Based in Westborough, MA, BurstPoint was founded on the belief that video is a robust, yet underutilized, channel for sharing mission-critical information. In his role, Safaii brings over 12 years of experience in the enterprise software industry to BurstPoint, primarily in strategy development and analysis, business development, mergers and acquisitions, and financing initiatives.
Safaii and his fellow BurstPoint colleagues recently participated with us in an AVI-SPL University webinar series, presenting “Less is More – Increasing Efficiency, Performance and ROI With Comprehensive Video Communications.” If you missed the presentation, feel free to catch the recording by clicking here!
As a featured guest blogger, here’s what Safaii offers on the topic of “High-Definition Video: from Novelty to Normalcy”:
News flash: companies no longer need to settle for middle-of-the road video quality when communicating to employees, customers, partners, etc. High-definition (HD) video is now a viable alternative, supporting live streams to thousands of users, with minimal impact to network resources.
So, why do so many enterprises think that HD video is “off limits” for day-to-day outreach? This is due in part to the vast majority of video communications providers that push video to end users in a few bandwidth-intensive ways: through a switch-based approach; a single media server approach; or via client-side peering software, where companies install software on employees’ computers in order to leverage and consume their assets (such as bandwidth and processing power) so that video may reach its end point.
All of these methods utilize valuable resources, are extremely taxing on a network, are difficult to install, and require a significant amount of time from an IT staff to bless and manage. Additionally, HD video requires greater bandwidth than standard definition, so it should be no surprise that when streaming HD video in a small or medium-sized business using any of the aforementioned methods, it can result in only a limited number of concurrent streams.
This is now a thing of the past. Today’s most forward-thinking vendors are distributing video via another option: a hierarchical distribution architecture. Companies like BurstPoint push video – both live streaming and on-demand – to end users through distributed delivery nodes, which allow video to be driven directly to end users’ computers via the delivery node closest to their locations.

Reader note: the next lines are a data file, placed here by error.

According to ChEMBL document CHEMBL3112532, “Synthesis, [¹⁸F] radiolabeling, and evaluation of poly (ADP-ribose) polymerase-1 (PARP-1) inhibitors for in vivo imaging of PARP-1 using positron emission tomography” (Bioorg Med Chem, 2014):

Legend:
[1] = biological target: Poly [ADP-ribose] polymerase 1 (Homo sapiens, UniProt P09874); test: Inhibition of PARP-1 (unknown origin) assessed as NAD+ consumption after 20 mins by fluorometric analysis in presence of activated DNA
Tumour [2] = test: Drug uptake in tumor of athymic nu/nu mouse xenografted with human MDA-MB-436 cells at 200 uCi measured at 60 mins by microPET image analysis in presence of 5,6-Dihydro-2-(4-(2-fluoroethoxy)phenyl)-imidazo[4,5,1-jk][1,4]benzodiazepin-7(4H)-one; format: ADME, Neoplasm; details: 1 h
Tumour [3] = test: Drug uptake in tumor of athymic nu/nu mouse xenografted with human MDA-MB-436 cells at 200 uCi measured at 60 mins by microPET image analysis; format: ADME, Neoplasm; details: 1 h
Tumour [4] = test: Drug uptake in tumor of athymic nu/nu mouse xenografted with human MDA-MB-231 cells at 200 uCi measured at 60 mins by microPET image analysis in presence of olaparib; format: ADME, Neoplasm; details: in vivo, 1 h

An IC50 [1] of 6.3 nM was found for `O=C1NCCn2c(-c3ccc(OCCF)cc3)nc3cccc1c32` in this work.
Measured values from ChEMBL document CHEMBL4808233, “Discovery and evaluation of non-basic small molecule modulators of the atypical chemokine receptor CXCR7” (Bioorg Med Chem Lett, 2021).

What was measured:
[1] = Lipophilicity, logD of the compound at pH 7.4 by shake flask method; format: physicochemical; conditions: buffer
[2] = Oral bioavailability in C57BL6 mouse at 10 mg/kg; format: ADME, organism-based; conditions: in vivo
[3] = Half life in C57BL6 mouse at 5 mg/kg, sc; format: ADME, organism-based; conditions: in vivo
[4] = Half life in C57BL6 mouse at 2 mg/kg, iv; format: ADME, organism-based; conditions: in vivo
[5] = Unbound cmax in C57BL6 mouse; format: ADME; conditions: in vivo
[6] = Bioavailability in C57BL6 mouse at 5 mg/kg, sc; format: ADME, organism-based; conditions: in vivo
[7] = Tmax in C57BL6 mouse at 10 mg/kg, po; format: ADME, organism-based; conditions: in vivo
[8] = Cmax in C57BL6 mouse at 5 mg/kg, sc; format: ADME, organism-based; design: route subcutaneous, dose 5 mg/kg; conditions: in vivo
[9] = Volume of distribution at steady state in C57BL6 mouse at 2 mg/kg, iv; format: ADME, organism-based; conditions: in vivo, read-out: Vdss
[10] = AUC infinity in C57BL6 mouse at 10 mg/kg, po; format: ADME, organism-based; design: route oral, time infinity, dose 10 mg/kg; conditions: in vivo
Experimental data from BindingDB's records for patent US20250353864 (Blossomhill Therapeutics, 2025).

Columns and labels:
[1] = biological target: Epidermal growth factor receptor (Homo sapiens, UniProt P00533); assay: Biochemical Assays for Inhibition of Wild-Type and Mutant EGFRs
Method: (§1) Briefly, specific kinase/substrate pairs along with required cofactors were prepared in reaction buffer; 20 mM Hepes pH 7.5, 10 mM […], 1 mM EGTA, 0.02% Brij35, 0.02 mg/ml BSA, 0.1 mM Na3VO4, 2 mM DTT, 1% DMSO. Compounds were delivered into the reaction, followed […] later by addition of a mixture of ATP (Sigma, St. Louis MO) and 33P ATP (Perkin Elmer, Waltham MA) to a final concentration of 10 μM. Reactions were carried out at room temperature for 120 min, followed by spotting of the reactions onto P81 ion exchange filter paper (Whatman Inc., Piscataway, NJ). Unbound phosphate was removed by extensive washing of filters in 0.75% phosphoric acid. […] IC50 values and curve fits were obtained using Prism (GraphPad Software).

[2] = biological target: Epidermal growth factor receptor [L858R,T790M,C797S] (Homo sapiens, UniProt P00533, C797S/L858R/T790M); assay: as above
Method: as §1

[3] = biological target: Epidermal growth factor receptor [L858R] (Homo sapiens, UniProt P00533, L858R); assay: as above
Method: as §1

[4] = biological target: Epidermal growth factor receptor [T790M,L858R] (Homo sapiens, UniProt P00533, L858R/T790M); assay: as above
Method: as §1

This approach eliminates the need for all video to be pushed through one central server, switch, or employee cluster; ultimately, significantly freeing up network space. With a more effective utilization of network bandwidth, users no longer need to settle for standard-definition video and can use HD video for all their communications outreach – whether it’s for 10 employees or tens of thousands.
As most organizations can attest, using video as a primary means of communication requires a significant behavioral change enterprise-wide. To support this shift and promote adoption, organizations need to meet users’ expectations when it comes to video quality.
Let’s face it, we as consumers have grown accustomed to HD video and the outstanding quality it delivers. For many, anything less just isn’t acceptable. When it comes to video in the corporate world, individuals expect – and deserve – a high-definition video experience, whether it’s for executive-to-executive communications, executive-to-many communications, or many-to-many communications. And because behavioral change is typically enforced via management initiatives, HD video is ideal for executive outreach, as it reinforces the possibilities and power of using video to communicate smarter, faster, and more effectively.
HD video will soon become the standard form of video communications, and in turn, will do its part to transform video from an underutilized tool into a channel for sharing mission-critical information to thousands of people in locations across the globe.
If one minute of video is worth 1.8 million words (according to Dr. James McQuivey of Forrester Research), wouldn’t you want that communication to be as impactful as possible? If it’s not that important, just send email…
Let us know your thoughts on this post! Feel free to leave a comment, contact us at 800-282-6733, or send us a line via email at firstname.lastname@example.org to request a quote!